This Merchant Guidance Note has been issued on December 1st, 2022, and is addressed to all ship owners and agents, ship operators, managers and masters, seafarers, surveyors, port and terminal operators.
This notice should be read with Regulation (UK) No 1177/2010 of the United Kingdom Parliament and of the Council of 24.11.2010 concerning the rights of passengers when travelling by sea and inland waterway and amending Regulation (EC) No 2006/2004 that came into force on 18 December 2012 together with the Department for Transport Guidance Notes relating to Regulation (UK) No. 1177/2010 and replaces MGN 488(M).
This MGN identifies the role of the MCA as the Maritime Passenger Rights National Enforcement Body and also the role of the various voluntary UK Complaint Handling Bodies under the UK Regulation 1177/2010 on Maritime Passenger Rights.
It also details the changes to the voluntary complaint handling body for England and Wales in respect ferry operations effective from 1 January 2014.
The UK Regulation No 1177/2010 of the United Kingdom Parliament and of the Council of 24 November 2010 concerning the rights of passengers when travelling by sea and inland waterways and amending Regulation (EC) No 2006/2004 came into force on 18 December 2012.
Article 2 sets out the scope of the Regulation. It applies to passenger services and cruises where the port of embarkation is in the UK.
The Regulation also applies to passenger services where the port of embarkation is outside the UK but the port of disembarkation is situated within the UK.
This notice is concerned with those operations embarking and/or disembarking at a point within the UK.
The Regulation establishes the right of all passengers to assistance in cases of cancelled or delayed departures and lays down the right, in certain circumstances, to compensation in case of delay in arrival.
Additionally, the Regulation also provides disabled persons, or those with reduced mobility, with rights to accessibility assistance when traveling by water comparable with those in other transport sectors.
If an individual has a complaint, they should first raise it with the operator. Within the UK, if it cannot be resolved in this way, the complaint may then be referred to the appropriate voluntary Complaint Handling Body (CHB).
It is anticipated most complaints will be resolved at one of these two stages.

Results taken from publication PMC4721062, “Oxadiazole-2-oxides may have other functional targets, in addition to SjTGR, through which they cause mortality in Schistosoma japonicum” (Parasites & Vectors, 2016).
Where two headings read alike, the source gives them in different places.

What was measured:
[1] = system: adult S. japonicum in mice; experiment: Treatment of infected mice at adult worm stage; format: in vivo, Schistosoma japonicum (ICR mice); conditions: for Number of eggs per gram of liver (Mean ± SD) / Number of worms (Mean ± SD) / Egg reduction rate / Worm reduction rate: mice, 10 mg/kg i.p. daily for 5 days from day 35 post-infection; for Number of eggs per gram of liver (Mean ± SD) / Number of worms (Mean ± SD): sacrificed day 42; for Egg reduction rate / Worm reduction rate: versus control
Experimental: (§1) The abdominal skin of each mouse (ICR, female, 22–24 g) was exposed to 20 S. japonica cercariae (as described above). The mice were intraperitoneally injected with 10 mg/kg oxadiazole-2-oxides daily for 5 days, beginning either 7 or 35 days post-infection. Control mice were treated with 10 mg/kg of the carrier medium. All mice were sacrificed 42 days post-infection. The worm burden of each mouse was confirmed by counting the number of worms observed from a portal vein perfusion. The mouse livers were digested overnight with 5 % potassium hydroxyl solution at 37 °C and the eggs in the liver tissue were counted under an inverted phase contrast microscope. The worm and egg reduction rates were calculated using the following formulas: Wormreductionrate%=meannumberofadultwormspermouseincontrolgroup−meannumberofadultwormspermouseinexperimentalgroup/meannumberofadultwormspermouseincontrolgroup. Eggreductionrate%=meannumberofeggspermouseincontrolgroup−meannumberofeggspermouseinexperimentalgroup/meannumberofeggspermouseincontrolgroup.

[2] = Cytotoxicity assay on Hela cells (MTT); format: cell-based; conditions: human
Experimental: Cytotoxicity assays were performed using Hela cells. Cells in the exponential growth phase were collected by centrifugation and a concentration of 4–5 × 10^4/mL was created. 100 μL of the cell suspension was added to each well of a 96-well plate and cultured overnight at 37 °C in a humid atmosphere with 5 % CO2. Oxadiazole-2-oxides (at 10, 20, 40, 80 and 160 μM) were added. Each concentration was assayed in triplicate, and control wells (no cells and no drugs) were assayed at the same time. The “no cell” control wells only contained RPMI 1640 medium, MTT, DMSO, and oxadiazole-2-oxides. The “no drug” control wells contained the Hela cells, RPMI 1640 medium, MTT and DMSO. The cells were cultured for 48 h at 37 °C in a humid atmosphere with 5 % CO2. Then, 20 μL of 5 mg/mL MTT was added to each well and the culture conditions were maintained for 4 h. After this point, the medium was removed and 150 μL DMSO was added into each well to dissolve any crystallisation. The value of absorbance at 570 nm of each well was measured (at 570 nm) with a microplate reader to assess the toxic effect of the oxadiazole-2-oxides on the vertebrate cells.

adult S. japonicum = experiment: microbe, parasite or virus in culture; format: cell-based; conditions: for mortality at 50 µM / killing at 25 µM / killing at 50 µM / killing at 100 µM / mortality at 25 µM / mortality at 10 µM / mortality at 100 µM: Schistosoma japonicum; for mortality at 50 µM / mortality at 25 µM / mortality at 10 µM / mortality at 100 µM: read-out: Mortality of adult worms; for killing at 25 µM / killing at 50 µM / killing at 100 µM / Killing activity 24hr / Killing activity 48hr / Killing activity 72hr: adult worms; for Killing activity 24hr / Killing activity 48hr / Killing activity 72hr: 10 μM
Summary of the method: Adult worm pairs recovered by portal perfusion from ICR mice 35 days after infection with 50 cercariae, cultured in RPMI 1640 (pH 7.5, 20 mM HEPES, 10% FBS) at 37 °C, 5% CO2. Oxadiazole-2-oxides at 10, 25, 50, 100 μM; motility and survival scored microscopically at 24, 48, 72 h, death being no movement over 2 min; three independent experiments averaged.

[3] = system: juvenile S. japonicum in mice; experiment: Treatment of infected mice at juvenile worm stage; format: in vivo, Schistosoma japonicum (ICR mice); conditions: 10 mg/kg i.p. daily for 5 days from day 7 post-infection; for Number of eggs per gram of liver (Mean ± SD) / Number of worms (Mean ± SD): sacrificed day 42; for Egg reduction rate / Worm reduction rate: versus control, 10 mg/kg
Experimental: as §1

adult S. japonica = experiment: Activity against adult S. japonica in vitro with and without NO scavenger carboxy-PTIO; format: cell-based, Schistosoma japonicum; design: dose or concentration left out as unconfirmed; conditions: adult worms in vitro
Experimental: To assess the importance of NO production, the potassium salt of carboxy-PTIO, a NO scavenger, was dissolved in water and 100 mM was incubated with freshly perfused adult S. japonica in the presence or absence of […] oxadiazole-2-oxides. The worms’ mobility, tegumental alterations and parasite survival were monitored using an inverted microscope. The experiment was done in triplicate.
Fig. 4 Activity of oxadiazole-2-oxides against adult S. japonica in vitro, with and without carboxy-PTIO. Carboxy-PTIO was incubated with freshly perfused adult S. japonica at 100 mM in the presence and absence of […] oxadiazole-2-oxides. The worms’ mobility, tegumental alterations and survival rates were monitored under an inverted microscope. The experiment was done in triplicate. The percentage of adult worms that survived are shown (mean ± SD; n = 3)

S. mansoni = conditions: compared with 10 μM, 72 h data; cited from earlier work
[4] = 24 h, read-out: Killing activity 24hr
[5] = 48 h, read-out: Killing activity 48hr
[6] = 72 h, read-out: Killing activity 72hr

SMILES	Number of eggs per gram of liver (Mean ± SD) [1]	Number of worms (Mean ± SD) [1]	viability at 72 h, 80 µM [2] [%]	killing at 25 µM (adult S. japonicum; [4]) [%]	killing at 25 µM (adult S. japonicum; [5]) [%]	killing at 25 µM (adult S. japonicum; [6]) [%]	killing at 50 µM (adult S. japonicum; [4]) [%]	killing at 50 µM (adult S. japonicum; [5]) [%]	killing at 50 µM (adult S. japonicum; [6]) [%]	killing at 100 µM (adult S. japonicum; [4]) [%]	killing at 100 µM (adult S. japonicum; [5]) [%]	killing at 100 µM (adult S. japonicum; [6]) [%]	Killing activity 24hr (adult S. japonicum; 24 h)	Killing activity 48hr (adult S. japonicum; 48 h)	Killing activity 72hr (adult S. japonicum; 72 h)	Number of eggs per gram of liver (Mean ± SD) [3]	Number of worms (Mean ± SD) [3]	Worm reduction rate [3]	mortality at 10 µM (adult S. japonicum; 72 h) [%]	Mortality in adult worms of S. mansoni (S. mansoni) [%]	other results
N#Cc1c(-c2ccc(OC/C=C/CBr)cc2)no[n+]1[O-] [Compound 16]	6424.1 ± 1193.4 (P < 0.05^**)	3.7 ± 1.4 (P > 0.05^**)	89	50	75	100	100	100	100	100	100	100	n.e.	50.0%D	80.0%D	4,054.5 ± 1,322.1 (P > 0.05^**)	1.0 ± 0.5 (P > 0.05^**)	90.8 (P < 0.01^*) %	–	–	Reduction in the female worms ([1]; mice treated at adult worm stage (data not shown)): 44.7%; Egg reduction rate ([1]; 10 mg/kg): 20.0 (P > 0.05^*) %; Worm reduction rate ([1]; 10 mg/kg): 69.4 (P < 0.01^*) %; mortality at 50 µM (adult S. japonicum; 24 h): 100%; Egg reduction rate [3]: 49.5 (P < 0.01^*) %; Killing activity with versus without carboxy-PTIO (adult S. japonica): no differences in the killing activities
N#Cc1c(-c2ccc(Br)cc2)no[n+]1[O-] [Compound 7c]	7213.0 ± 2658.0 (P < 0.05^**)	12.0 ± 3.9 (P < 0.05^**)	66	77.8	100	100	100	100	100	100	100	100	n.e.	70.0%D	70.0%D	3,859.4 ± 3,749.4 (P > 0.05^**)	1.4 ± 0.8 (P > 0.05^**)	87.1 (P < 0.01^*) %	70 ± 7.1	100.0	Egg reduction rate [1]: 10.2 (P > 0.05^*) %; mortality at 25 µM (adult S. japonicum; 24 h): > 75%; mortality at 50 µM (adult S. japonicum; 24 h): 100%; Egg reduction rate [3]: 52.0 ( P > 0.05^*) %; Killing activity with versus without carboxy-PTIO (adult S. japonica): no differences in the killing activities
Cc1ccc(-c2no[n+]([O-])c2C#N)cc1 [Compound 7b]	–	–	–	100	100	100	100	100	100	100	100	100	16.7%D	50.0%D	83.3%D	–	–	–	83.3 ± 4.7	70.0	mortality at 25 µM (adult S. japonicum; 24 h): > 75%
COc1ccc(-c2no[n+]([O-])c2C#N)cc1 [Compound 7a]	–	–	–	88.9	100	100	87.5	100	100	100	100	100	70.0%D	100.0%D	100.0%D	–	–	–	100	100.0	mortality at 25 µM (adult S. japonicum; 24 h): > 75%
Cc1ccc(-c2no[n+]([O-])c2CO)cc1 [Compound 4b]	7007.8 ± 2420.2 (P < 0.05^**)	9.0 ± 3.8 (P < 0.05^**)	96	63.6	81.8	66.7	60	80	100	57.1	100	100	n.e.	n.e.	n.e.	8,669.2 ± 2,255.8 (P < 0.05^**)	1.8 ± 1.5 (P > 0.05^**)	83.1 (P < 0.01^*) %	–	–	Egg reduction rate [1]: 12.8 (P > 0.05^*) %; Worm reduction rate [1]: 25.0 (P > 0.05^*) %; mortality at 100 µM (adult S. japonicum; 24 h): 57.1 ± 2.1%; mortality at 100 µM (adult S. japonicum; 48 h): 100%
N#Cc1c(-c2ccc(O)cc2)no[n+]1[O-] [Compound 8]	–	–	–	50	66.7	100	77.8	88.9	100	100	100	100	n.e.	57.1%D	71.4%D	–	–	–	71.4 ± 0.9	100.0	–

However, if this is not possible, the complaint may then be investigated by the National Enforcement Body (NEB), which will consider whether there has been a breach of the UK Regulation.
The Maritime and Coastguard Agency (MCA) will operate as the NEB for the whole of the UK. All complaints that are upheld by the CHB involving a breach of the Regulation are to be reported to the NEB.
Voluntary complaint handling bodies
Passengers’ complaints are to be dealt with by the operator concerned in the first instance.
If it cannot be resolved in this way and the operator’s internal complaints procedure has been exhausted, the complaint may then be referred to the appropriate complaint handling body.
The operator is to make the complainant aware of this option where it has not been possible to resolve the complaint.
Voluntary complaint handling bodies from 1 January 2014 are:
England and Wales:
CLIA UK and Ireland - cruisers only (excluding Transport for London)
The Maritime and Coastguard Agency (MCA) is responsible for investigating whether there has been a breach of the UK Regulation in individual cases.
The Agency is required to take the measures necessary to ensure compliance with the UK Regulation.
The MCA will not act on individual claims for compensation or act as an appeals body.
The contact details for the MCA National Enforcement Body are: Telephone: 023 8032 9315 (voicemail) E-mail: firstname.lastname@example.org
Any passenger complaints received directly from a passenger or passenger group under this Regulation must be referred to the operator involved in the first instance through their internal complaint procedure, unless a serious breach of the regulation is identified.